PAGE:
Four Plead Guilty in Mass. Child Abuse
WORCESTER, Mass. (AP) _ A woman and three men pleaded guilty Friday to charges involving the sexual and physical abuse of eight children, and were given sentences of up to seven years.
The judge in the case said all four deserved longer sentences, but agreed to the pleas recommended by prosecutors to spare the victims from going through a trial.
According to authorities, the children, ranging in age from 6 to 17, were raped, beaten, forced to watch pornographic torture videos and threatened and bribed to keep quiet. Some of them came forward in 2001.
Phyllis T. Hopkins, 35, and her husband, Adam G. Hopkins, 38, pleaded guilty to abusing some of the children between 1996 and 1999. Phyllis Hopkins’ ex-husband, Robert P. Lloyd Sr., 36, and her former brother-in-law, Albert Kurtigian Sr., 51, pleaded guilty to abusing some of the children between 1992 and 1995.
One victim, now 22, trembled and cried as she told the court how ``it has taken me several years to heal from the horrible memories of the abuse and the harm done.″
In a statement read in court, another victim told the defendants, ``You’ve effectively destroyed the connection between your hearts and your souls.″
The men were sentenced to terms of between five and seven years on charges including rape, assault and dissemination of matter harmful to minors. They had been charged with child rape, which carries a maximum sentence of life in prison.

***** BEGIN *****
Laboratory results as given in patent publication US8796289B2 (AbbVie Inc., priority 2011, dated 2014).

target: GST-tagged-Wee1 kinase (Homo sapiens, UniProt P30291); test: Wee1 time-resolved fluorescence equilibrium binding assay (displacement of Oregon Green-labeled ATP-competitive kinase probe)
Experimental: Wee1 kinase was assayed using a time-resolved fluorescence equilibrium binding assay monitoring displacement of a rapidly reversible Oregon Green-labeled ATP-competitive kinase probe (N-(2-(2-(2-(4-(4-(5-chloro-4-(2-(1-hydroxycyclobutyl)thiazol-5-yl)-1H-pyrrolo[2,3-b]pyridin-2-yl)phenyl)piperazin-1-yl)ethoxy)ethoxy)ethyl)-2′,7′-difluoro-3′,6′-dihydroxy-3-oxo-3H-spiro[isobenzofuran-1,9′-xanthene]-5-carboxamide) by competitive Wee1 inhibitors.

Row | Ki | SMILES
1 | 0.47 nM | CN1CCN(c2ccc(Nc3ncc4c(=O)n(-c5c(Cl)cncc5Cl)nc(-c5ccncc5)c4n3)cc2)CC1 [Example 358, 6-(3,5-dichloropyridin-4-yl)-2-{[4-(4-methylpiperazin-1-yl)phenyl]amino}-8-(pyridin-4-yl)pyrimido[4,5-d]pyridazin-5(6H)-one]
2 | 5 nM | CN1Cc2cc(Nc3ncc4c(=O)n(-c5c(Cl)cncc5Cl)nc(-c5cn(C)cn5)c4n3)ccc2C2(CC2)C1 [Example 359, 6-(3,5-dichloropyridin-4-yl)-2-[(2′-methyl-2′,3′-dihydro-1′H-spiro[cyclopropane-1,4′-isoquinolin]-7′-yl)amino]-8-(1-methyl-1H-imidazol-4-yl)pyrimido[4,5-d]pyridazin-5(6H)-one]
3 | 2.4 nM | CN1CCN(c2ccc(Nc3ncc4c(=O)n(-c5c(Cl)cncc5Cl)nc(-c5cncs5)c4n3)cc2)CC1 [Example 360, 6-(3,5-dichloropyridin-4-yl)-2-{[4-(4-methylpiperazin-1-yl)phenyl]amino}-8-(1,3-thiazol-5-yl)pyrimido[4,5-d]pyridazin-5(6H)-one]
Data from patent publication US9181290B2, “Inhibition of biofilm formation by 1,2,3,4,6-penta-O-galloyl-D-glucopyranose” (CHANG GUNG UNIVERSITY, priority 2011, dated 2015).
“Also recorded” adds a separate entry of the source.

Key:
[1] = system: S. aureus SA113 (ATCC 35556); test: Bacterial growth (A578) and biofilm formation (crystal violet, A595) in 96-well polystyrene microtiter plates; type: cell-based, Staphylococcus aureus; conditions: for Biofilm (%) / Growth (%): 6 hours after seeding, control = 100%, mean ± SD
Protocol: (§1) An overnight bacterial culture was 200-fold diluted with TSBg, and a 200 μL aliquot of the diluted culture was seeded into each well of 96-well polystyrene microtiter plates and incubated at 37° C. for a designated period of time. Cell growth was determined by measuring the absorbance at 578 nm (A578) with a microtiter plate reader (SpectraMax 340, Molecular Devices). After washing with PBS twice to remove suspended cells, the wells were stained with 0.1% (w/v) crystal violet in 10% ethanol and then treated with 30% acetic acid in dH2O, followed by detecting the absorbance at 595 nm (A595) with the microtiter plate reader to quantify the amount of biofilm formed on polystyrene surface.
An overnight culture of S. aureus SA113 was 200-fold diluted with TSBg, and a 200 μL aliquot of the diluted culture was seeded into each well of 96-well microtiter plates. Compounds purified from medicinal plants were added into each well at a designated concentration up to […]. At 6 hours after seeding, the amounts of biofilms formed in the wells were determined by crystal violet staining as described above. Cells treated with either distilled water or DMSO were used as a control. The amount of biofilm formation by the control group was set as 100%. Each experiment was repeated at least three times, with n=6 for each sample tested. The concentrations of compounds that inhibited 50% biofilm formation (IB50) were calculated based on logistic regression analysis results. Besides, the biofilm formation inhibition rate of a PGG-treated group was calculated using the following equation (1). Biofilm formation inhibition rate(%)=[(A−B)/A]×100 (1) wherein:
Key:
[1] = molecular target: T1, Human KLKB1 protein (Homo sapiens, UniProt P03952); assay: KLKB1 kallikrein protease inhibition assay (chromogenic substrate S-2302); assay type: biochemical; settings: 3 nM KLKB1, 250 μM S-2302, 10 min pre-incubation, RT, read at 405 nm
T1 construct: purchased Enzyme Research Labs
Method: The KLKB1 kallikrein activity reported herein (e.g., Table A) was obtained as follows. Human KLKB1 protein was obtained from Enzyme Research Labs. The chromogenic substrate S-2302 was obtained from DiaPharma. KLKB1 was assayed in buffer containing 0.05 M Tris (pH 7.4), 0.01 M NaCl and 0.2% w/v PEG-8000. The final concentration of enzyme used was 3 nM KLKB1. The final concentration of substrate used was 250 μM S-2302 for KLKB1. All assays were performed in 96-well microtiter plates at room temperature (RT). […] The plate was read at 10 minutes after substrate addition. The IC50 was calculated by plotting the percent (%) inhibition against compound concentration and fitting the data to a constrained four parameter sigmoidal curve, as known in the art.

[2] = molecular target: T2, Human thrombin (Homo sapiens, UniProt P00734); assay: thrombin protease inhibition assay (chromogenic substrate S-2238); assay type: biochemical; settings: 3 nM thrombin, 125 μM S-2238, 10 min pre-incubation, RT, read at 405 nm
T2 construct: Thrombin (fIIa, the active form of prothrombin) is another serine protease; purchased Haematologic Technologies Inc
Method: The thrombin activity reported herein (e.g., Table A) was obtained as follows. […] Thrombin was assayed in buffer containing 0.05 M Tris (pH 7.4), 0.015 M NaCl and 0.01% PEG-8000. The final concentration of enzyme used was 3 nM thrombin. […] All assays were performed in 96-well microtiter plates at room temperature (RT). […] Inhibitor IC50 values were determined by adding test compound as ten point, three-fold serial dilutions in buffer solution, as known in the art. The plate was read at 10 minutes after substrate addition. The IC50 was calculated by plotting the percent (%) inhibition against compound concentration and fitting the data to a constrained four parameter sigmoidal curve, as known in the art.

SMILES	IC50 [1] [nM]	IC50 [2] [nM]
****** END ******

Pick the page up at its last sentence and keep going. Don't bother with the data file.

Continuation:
Phyllis Hopkins was sentenced to one to two years in jail on charges including lewdness and assault and battery.
A fifth defendant, Francis Dimo, 67, was sentenced last month to between five and seven years in prison for his role in the abuse ring.
Child protection authorities had been involved with the family since 1993. After a review of the case prompted by inquiries from The Associated Press, one manager was demoted and a social worker was placed on paid leave during the investigation. The worker returned to work in November.
Lawyers for Phyllis Hopkins, Lloyd and Kurtigian said their clients are sorry.
``There have been a lot of tears shed,″ said Christopher LoConto, Phyllis Hopkins’ lawyer. ``She regrets not only her actions but her failing to protect (the children). She would express to the children how sorry she is.″